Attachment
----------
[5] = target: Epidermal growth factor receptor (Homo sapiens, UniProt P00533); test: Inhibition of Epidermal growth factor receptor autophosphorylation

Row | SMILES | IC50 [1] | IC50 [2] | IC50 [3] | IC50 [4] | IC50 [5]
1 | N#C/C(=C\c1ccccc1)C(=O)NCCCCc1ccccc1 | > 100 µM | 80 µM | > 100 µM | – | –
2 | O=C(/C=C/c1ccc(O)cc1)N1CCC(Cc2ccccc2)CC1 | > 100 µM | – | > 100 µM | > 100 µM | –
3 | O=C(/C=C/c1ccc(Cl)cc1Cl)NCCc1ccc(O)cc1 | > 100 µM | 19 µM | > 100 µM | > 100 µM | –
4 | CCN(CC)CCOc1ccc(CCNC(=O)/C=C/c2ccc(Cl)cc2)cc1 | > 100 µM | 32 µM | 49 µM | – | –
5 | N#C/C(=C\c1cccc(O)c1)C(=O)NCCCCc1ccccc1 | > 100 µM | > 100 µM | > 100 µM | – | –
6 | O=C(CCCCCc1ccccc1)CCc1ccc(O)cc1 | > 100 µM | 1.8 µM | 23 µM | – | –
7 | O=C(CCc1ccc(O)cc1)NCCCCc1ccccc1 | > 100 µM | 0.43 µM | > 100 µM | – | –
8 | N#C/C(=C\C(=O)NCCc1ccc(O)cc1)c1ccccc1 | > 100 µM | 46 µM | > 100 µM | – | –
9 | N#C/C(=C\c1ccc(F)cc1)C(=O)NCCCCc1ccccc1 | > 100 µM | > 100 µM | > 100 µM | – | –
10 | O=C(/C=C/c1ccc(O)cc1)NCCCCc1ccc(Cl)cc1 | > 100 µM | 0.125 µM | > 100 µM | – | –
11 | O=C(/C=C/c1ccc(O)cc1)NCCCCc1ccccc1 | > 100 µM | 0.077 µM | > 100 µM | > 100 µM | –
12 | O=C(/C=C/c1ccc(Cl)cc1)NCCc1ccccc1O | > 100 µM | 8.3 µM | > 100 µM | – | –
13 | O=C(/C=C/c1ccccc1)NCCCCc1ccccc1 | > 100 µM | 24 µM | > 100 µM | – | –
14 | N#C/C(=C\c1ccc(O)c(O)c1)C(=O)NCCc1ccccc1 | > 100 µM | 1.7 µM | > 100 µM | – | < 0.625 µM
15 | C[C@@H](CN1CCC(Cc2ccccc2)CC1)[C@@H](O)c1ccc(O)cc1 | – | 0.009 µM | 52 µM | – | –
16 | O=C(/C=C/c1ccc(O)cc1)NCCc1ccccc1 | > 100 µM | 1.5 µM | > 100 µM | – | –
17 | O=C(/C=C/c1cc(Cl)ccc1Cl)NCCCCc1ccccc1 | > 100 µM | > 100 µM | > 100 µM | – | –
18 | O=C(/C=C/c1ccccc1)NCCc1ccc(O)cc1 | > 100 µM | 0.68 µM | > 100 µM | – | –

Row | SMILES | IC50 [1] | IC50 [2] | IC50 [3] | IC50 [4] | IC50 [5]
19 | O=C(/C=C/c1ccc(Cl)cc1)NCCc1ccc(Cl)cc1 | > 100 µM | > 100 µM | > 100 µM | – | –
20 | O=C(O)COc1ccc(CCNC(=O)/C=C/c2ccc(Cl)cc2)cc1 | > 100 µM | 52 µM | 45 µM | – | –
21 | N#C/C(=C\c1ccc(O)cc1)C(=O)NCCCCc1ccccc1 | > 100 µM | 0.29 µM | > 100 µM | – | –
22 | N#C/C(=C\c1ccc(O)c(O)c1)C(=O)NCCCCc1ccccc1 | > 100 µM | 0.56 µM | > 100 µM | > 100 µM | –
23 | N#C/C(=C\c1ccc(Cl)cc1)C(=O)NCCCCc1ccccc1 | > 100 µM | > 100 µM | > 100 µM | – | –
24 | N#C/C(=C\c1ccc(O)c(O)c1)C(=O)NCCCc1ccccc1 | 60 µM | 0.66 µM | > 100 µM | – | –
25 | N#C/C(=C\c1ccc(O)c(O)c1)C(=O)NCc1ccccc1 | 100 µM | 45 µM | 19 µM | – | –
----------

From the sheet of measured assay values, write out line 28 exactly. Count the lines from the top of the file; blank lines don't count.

25 | N#C/C(=C\c1ccc(O)c(O)c1)C(=O)NCc1ccccc1 | 100 µM | 45 µM | 19 µM | – | –